Many things I already knew, but it was good to hear it all summed up in one book. The book is well-written and the author loves researching sleep and sharing his knowledge. You can feel his excitement about the topic throughout the book.

The main thing I learned is this:

Sleep is WAAAAY more important than I ever wanted to admit.

I was one of those ‘I can sleep when am dead’ guys.

Yes, not sleeping enough will indeed drag you to your death faster.

It also bust one myth I believed in.

Here are some takeaways:

1. Good quality sleep is key in processing traumatic events, especially when you dream about the traumatic events

2. Alcohol and sleep is simply a super bad combination. It messes up your memory, you lose some of the benefits of deep sleep. This is of course on top of the other detrimental effects of alcohol

3. Being sleep deprived, even a little bit, impacts performance hugely, in a very negative way, driving while sleep deprived may be an even worse idea than driving under the influence of a little bit of alcohol. Slighty tipsy people still hit the brakes, people who are asleep behind the wheel don’t brake.

4. Our brain solves problems for us while we are sleeping, to skip this is like to skip FREE therapy sessions that don’t even take an effort

5. Caffeine will fuck up your sleep, even if you manage to fall asleep easily (I have quit ALL caffeine, except for the tiniest bit that is in the small piece of dark chocolate I throw in my oatmeal)

6. The myth it busted for me: sleeping longer than 8 hours per night is NOT going to cut your life short. I have long believed that sleeping too little was bad, but sleeping too long was just as bad. He explains that there are no negative effects to sleeping. Why do people think the ones who sleep longer than 8 hours per night die earlier? Cause they sleep so much cause they are already very ill… That’s why.

7. The way our society is organized creates very bad circumstances for people to get good quality sleep. I think we all know this. I know very few people who take their sleep seriously. I think there are indeed lots of negative connotations to sleep, since we live in a culture that emphasizes productivity, being busy, FOMO (fear of missing out), showing ourselves as super efficient. The book doesn’t say so, but sleep is a kind of surrender, a loss of control, and our culture is all about control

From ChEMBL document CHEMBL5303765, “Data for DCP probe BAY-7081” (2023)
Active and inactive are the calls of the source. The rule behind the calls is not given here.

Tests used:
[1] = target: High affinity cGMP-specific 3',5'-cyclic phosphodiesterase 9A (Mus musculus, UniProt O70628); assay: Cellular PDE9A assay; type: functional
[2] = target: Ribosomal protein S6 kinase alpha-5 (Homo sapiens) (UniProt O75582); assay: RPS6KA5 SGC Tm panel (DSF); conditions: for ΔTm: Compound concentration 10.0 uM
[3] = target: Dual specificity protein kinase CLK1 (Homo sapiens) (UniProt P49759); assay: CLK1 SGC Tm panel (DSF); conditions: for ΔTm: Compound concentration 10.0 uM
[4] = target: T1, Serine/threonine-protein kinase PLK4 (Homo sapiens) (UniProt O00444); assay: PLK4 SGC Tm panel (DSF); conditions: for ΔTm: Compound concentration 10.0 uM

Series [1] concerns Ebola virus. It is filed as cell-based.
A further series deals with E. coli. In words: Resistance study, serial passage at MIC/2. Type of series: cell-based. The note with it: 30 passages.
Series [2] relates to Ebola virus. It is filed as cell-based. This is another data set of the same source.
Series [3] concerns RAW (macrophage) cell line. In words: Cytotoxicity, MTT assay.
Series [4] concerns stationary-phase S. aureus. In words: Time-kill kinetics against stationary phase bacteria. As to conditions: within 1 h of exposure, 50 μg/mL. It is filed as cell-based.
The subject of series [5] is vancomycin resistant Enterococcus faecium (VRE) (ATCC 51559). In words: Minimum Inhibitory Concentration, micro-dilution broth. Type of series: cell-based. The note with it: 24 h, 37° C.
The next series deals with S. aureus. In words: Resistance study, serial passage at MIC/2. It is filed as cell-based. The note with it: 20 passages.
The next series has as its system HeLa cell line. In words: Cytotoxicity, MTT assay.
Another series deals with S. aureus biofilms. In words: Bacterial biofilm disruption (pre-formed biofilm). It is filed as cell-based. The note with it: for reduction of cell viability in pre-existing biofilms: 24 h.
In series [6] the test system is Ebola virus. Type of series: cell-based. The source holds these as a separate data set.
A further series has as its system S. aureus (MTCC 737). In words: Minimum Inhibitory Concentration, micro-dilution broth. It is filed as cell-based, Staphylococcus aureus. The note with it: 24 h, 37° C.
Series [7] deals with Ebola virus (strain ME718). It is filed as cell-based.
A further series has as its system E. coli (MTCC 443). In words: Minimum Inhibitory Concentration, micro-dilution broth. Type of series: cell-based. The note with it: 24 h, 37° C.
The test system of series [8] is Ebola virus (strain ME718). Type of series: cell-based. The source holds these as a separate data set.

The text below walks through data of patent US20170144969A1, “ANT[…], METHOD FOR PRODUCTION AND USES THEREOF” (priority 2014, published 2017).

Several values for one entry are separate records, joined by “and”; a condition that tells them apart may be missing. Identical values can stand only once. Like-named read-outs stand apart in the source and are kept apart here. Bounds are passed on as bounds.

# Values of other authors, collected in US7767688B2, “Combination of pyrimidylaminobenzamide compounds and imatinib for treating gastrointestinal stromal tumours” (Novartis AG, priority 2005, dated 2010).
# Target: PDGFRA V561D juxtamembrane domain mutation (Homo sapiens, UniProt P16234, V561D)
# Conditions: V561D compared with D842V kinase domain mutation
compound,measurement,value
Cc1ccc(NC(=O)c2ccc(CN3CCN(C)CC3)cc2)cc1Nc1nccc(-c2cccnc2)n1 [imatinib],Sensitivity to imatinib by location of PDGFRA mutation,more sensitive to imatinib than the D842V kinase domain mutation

8. Staring at screens before sleeping is going to give you a kind of sleep hangover (am guilty of this, but am going to change this as well)

9. One sleeps better in a room that’s a little bit colder

10. One of the things that has made me take my sleep much more seriously: people who don’t sleep enough eat more the next day… They crave food more than people who did sleep well.

The ten points I have listed do not do this book justice. They are just the points that are the most useful to me. There are lots of other interesting facts in this book. You will read about how long it takes to kill a rat if you don’t let it sleep (15 days), what people are capable of while sleep-walking, everything about the hormonal mechanisms behind sleep, information on sleeping pills, etc

If you don’t want to read the whole book you can find lots of interviews with the author on YouTube. Joe Rogan had him on his show, for example. You can find lots of them. They are just as interesting as the book. He mentions an experiment where the people who slept less well than the other participants ate 300 calories more.

I have been applying his advice for a few days now and I must say:

I have had no food cravings and didn’t need to do my ‘tricks’ to suppress my food cravings such as strong ginger tea, super spicy soup, a spoon of peanut butter.

Come to think of it, all those tricks may indeed amount to about 300 calories a day.

‘Confession’: I listened to the German audiobook version and my main motivation was to improve my German, not so much knowing more about sleep. I already knew most of it from the interviews I watched with Matthew Walker.

Question: Do you get enough sleep?